WASHINGTON — Pentagon officials warned lawmakers Tuesday that terrorist groups in Afghanistan could develop the capability to launch international attacks within a six to 12-month timeframe.
“We’re actually fairly certain that they have the intention to do so,” Colin Kahl, the undersecretary for policy for the Department of Defense, told the Senate Armed Services Committee.
Kahl appeared before the committee alongside Lieutenant General James Mingus, the director for operations for the Joint Staff, to testify on the United States’ troop withdrawal from Afghanistan in August and continuing threats within the region.
During the hearing’s open session, Kahl testified that while neither ISIS-K nor al-Qaeda currently has the capability to conduct external operations, they could develop the capability in the near future, according to intelligence assessments.
“ISIS-K can generate that capability in somewhere between six to 12 months,” Kahl said. “For al-Qaeda, it can take a year or two.”
However, Mingus said the intelligence assessments presented do not take into consideration potential intervention from the United States or coalition forces.
Mingus and Kahl were the latest in a series of defense officials to testify before Congress since August, following the troop withdrawal. Kahl previously appeared in a closed-door briefing before the Armed Services Committee in September, where his testimony received heavy criticism from Republican lawmakers.
Throughout the Tuesday hearing, lawmakers questioned the strength of ISIS-K and al-Qaeda as well as their connections to the Taliban.
“For the moment, ISIS-K is mostly focused on creating havoc within Afghanistan,” Kahl said, adding, “But they do have a cadre of a few thousand folks, some of which would love to conduct external attacks.”
Kahl also said that ISIS-K in Afghanistan is not nearly as well-resourced as ISIS groups in Syria and Iraq were during the height of their power in 2014 and 2015 under the Obama administration. He added, however, that the United States needs to remain “vigilant.”
“ISIS-K is obviously linked to the broader ISIS network globally, and so I think we have to be vigilant that a subset of ISIS-K could develop the resources and the capability to strike outward toward the U.S. homeland,” Kahl said. “We have to be poised to disrupt that.”
Although the United States has yet to secure agreements with neighboring countries to house U.S. military bases, Kahl said that Pakistan has continued to provide the United States access to its airspace.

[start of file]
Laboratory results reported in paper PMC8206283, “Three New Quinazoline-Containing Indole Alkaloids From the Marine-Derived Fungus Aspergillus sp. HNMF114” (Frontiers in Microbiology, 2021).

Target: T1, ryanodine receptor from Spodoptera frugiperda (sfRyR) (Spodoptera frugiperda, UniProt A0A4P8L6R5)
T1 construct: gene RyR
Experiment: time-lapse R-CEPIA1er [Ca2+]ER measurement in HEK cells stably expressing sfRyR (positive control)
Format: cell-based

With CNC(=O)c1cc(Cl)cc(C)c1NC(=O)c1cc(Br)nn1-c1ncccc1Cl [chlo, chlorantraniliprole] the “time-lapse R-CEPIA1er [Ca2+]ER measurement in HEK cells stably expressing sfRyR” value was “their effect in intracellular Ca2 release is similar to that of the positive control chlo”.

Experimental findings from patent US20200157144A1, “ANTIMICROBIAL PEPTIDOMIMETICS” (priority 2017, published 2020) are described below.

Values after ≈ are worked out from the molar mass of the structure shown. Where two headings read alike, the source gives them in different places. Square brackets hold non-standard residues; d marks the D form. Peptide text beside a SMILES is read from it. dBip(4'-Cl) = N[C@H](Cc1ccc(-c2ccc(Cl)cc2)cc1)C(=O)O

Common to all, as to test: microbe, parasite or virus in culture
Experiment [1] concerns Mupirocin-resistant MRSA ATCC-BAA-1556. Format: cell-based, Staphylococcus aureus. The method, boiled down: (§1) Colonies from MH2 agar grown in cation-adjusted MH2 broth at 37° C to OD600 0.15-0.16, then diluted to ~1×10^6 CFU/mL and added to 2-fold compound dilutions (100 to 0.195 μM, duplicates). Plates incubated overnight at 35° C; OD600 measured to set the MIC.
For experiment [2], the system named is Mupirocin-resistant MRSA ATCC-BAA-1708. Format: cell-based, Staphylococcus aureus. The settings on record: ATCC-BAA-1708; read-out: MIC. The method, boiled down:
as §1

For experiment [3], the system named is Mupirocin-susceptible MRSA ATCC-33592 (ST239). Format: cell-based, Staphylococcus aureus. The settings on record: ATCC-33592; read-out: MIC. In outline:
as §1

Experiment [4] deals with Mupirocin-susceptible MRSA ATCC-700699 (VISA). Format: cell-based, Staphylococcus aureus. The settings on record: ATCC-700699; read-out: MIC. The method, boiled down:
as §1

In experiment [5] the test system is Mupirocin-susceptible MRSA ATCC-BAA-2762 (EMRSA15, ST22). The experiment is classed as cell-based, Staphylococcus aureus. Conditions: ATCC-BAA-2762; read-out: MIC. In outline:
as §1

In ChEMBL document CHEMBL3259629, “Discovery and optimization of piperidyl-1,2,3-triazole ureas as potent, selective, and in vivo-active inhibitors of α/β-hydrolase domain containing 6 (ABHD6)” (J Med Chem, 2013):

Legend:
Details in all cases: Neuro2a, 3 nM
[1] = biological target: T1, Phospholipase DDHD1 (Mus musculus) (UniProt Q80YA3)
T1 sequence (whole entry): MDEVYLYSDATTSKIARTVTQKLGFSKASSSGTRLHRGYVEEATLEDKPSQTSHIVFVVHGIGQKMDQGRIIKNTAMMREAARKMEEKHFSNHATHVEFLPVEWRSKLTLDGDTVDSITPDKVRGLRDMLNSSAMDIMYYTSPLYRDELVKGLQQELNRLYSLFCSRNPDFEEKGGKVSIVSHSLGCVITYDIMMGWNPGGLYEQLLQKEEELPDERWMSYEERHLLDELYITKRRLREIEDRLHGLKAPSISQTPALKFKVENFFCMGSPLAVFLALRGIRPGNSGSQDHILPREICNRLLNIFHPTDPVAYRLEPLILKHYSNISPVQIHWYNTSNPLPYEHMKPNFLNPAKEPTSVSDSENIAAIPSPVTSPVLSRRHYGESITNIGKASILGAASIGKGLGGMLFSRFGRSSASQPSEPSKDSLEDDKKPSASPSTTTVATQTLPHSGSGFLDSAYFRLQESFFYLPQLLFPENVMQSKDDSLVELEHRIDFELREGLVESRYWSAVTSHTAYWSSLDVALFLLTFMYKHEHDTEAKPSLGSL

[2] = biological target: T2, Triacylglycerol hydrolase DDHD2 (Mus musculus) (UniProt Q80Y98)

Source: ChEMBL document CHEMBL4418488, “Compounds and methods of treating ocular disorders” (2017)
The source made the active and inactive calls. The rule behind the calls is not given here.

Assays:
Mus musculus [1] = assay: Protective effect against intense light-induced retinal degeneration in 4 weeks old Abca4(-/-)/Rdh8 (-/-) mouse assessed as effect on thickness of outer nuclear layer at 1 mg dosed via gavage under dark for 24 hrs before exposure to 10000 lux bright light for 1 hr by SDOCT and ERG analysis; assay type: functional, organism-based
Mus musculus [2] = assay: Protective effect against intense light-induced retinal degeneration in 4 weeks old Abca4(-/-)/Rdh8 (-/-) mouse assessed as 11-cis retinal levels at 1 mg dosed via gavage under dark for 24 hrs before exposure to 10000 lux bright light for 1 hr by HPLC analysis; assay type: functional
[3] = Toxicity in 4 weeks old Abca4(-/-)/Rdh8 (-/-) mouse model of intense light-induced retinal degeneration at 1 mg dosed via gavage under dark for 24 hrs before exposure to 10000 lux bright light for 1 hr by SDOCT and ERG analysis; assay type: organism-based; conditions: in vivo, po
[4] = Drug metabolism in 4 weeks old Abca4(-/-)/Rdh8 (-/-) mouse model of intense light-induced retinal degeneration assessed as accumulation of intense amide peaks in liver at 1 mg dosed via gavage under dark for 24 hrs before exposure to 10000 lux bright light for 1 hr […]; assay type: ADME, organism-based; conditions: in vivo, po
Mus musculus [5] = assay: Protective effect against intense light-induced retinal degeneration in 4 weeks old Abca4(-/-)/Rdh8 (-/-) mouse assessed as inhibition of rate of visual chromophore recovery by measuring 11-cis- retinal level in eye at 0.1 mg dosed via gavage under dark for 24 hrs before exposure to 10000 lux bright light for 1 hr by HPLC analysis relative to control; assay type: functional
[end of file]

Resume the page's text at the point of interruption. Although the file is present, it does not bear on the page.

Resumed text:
Kahl also said that government officials have conversed with Tajikistan and Uzbekistan, both of which neighbor Afghanistan and could serve as launching points for any future U.S. military operations in the region.
According to Kahl, the United States is not alone in its unease about ISIS-K and al-Qaeda’s growing capabilities.
“The Taliban is wary about Afghanistan being a springboard for al-Qaeda external attacks — not because the Taliban are good guys — but because they fear international retribution if that were to occur,” Kahl said.
Despite the shared wariness, in October, the Taliban ruled out cooperation with the United States to contain extremist groups in Afghanistan, including ISIS-K.
India and China are similarly concerned about terrorism in Afghanistan, Kahl said. Both countries are located in the region, and China shares a narrow but direct border with Afghanistan.
“China is actually quite worried at the moment,” Kahl said. “They did benefit from our presence in Afghanistan despite the fact they rail against our military interventions across the world…they’re worried about growing instability on their border.”
During a White House press briefing on Tuesday, National Security Advisor Jake Sullivan said the White House considers it possible to have constructive conversations with Moscow and Beijing on Afghanistan.
“I think that we can have constructive dialogue with both of them,” he said, referring to Russia and China. He added that “it would be more difficult to do,” because Russian President Vladimir Putin and Chinese leader Xi Jinping will not attend the G20 summit in Italy in person.
“But there are other formats in which we will be able to engage the Russian and Chinese on this, including through various regional meetings,” Sullivan said.
Despite the growing capabilities of terrorist groups in Afghanistan, Kahl said that intelligence officials believe the risk to the American homeland “is at its lowest point since Sept. 11, 2001” — but Sen. Joni Ernst, R-Iowa, did not see it that way.
“It doesn’t sound like a low risk when you have just told us that the possibility of an attack from ISIS-K on our homeland could come six to 12 months from now,” said Ernst.